Why Cyber Security is so hard to sell

Eli Migdal
Cloud Security
April 24, 2020

“It Should not be that hard”, the threats are increasing every year andmore and more businesses are relaying purely on their IT.


So why the “sell process” is so hard and long…?

I think the issue is “language”, Cyber Security and Cloud have created anew language, a new type of communication that is much more rapid and flexible,this new language gets lost in translation between the Tech people and theDecision makers.


So, usually who are the typical player in this game?

Before Cyber Security and Cloud wereso dominant, the process was simple:

Before the era that a  “simple Ransomware” attack could cripple yourentire business and Cyber Threats were the concerns of “Big organizations only”

Before Cloud Computing could provideyou with the best Disaster Recovery capabilities, faster deployment for halfthe price

In the “Good Old days” – it was easy:

1.     The IT Manager will review thelast year’s IT budget

a.     Will ask the Sys Admins andother key players regarding their estimate for the next year’s budget

b.     Will do the math with a  10-20% buffer for the next year

2.     The IT Manager will request abudget from the Board

3.     The Board will push back a bit– will ask to decrease the overall expenses and generally seeking for the bestROI

4.     A decision will be madesomewhere in the middle

5.     Everyone is happy (well...almost 😊)

If you have got it wrong, nothing harsh would usually happen, you willadjust the budget a year later, in one case your budget will decrease, inanother case you will manage to increase it.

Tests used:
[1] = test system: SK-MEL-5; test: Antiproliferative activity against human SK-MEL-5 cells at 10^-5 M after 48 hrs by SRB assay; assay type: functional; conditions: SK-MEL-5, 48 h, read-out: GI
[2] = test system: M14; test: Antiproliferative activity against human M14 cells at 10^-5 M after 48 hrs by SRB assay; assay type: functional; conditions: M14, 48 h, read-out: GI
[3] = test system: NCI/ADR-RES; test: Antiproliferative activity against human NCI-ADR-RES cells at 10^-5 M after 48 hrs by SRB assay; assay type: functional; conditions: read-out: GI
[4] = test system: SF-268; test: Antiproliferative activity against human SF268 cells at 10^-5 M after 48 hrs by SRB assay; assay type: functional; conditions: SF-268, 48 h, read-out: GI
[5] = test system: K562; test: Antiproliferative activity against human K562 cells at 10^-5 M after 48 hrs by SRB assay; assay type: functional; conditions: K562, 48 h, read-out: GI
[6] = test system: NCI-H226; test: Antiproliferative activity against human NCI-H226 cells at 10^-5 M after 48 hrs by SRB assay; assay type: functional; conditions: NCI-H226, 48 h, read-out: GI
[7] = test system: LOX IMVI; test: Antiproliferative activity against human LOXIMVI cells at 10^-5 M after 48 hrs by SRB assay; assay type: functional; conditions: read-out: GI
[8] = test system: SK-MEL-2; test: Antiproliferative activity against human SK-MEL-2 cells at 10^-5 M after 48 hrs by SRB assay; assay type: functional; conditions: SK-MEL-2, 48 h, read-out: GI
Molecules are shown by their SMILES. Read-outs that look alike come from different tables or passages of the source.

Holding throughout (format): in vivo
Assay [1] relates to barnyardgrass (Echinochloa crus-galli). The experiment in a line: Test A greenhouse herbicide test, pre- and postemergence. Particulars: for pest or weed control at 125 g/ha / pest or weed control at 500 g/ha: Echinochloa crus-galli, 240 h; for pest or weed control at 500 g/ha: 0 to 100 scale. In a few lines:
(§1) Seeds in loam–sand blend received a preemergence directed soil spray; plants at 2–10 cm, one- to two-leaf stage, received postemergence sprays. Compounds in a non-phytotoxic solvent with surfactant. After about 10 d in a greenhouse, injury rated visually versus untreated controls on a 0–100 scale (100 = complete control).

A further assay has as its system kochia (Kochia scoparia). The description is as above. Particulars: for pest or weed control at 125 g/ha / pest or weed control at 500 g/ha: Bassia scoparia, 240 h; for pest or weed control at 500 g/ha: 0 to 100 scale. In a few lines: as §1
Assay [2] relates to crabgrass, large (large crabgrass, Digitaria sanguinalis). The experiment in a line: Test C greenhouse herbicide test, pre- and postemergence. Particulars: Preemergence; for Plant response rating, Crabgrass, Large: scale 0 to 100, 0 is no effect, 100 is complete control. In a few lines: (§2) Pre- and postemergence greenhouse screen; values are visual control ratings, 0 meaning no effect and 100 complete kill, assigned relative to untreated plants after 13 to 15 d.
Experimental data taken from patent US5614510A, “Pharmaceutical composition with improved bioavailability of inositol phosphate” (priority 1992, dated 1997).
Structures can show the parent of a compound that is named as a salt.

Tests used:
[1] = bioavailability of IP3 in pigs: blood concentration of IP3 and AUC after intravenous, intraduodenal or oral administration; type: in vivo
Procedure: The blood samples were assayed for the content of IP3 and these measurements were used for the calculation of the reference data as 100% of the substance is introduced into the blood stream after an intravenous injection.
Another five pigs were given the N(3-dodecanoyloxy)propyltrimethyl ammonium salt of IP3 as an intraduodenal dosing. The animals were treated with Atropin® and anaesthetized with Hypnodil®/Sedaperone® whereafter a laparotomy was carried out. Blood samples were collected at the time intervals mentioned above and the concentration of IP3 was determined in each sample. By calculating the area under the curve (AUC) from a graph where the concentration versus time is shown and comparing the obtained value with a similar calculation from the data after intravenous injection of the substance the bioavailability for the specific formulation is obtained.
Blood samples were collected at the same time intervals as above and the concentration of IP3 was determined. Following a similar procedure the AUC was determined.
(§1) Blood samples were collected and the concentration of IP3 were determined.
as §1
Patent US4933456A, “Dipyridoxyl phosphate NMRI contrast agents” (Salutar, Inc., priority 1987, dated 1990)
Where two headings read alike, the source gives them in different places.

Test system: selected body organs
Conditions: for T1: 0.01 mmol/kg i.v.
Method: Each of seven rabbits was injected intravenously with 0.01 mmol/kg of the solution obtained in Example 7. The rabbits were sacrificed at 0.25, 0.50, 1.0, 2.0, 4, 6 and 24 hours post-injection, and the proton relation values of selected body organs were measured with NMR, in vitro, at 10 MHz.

What is happening now:

The changes in the Threat landscape are very dynamic and increasingevery year.


You don’t much room for mistakes – its “no country for old men”

1.     Once you miss-calculated whichcyber security tools you need and got hit – you lost your market!

2.     Once you did not use the bestCloud offering and spent x3 more on legacy infrastructure, your operation costis much higher than your competitors,  you lost your market!


So how does it look now, “Usually”:

1.     The IT Manager tries tounderstand which budget he should ask in order to be secure and efficient

a.     He will ask the Sys Admins“what do they need most”

b.     He will ask the Cloud Admins“what do they need most”

c.      He will ask the Cyber Securityadmins “What do they need most”

2.     The IT Manager will try tobalance the requests, but the task will be very tiring because each one of themwill usually ask for 110% of the budget to cover their responsibilities

3.     The DPO will usually make itmore complicated and ask for more privacy and security tools

a.     In some companies the DPO isreporting directly to the board and his impact on the budget maybe extreme (Forexample a tool / solution that doesn’t provide compliance to a regulation –will not be allowed)

b.     Some Organizations will alsohave a Risk Management team or/and legal compliance team

4.     If the company has a CISO: theIT Manager will usually bring a “much higher than assumed” budget and the CISOwill try to reduce the overall budget